The person tightening the spokes (assuming he was tightening them all because he/you like stiffer wheels) maybe just felt the wheel could have been built stiffer.

There's indications on the rim what it can tolerate in terms of spoke tensions. What happens with some wheels is that when you pump them up especially tubeless they go "looser" in the spokes. This is totally normal and the manufacturers typically have a notice saying one should NOT be trying to account for that when lacing a new wheel (no tube/tire and no pressure).

The wheel if it keeps itself true is not going "bad", your LBS might just have felt like they prefer stiffer wheels.

I would careful especially with front wheels when tightening up factory made ones. On road bikes with rim brakes these often radially laced, as few spokes as possible, very high tension and recipe for having the flanges fail.

It's just my take, but unless your wheels go out of true often I would not be concerned - this all assuming the wheels were well-built from the start with equal spoke tension.

NB Trying to press the spokes etc I do not know some people claim they got the feel of it, I do not, I would be better able to tell e.g. ringing the spoke with a spoon or something (maybe do not do this with anodized ones) and hear different tone coming, but other than that this is what tension meters were made for.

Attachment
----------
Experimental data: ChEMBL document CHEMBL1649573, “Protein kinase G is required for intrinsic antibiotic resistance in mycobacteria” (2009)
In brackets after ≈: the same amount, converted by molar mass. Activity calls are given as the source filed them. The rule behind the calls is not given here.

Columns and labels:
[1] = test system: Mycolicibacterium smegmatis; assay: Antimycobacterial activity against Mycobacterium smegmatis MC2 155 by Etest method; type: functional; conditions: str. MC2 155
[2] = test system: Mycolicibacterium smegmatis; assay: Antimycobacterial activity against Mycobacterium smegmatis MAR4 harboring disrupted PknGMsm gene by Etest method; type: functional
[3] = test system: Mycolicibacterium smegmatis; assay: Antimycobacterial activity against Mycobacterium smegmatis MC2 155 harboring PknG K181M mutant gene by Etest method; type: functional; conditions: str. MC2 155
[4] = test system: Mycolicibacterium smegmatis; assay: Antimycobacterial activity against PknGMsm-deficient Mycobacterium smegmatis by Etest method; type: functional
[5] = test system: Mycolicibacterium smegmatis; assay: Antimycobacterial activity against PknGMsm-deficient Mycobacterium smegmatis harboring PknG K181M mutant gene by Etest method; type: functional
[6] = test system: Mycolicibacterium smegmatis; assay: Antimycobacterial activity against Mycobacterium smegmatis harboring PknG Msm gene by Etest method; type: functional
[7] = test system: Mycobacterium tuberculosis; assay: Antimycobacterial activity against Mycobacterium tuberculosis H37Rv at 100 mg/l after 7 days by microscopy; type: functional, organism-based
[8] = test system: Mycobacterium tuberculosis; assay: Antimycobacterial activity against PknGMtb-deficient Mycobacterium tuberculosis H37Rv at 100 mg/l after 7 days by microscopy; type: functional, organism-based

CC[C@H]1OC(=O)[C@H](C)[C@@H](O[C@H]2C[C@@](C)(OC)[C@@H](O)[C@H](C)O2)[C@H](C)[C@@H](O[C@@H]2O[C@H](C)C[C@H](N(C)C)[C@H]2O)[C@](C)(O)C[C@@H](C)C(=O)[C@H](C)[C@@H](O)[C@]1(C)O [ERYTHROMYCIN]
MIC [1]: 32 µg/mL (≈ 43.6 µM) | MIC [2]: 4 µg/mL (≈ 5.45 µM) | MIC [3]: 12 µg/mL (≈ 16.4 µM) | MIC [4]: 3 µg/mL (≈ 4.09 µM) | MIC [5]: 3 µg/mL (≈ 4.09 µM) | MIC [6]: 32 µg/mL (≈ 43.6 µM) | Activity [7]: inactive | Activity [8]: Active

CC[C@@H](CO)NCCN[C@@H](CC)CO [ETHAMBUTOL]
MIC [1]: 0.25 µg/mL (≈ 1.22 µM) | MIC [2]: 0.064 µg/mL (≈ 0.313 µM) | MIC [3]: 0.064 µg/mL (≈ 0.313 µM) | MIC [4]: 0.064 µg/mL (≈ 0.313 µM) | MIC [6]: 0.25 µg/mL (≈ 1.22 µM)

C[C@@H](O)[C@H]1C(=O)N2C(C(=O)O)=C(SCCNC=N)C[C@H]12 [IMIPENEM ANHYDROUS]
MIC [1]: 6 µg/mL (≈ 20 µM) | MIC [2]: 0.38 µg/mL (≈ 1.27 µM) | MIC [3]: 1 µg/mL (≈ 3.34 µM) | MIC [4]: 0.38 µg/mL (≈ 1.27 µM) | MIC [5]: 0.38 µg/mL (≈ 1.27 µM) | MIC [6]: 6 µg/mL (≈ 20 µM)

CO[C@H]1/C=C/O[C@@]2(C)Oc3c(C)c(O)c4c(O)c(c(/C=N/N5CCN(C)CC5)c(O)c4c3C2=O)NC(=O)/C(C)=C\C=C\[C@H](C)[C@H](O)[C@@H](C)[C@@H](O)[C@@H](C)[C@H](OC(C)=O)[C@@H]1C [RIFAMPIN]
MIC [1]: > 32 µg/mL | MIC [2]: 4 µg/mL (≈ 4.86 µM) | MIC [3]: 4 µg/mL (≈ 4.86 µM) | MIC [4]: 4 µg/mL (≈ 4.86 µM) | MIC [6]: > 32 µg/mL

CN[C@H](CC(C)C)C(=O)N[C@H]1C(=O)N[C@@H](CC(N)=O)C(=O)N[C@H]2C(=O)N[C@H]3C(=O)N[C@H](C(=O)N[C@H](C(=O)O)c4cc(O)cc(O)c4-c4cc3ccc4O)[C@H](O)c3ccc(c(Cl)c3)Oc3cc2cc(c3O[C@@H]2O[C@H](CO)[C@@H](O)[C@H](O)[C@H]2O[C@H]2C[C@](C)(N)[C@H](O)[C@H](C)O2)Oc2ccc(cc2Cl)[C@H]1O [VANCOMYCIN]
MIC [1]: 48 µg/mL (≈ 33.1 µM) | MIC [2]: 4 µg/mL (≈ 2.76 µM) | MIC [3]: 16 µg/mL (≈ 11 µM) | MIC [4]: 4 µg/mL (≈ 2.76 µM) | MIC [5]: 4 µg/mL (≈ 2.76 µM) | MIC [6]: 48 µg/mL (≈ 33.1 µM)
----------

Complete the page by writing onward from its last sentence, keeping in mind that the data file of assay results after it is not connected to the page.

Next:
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Old 02-18-22, 10:12 AM
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Originally Posted by Ev0lutionz View Post
Will pressing my spokes tightly help me to tell? I am using a 24 spoke rear wheel. I went to a local LBS and he said my wheels were pretty well built and true last year, but he did tighten it for me.
That's actually what I do. I'm not worried if they feel about right, are fairly even, and the wheel is true. I only pull the wheels off and do a thorough check if they feel slack or uneven, or if I hit something substantial on the previous ride... and once per year as part of my annual inspection.

One concern, however, is that the LBS apparently tightened them while telling you they were well built. Tighter is not necessarily better, and can even lead to catastrophic rim failure if it's too much. Hope the mech used a spoke tension meter and knows what they're doing.
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Old 02-18-22, 10:23 AM
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I will sometimes lightly squeeze pairs together or plink them. I'm looking more for just change from what they were before or for a really notable difference between them. Tension meters and stuff are for the wheel builders that know more about wheels than I do.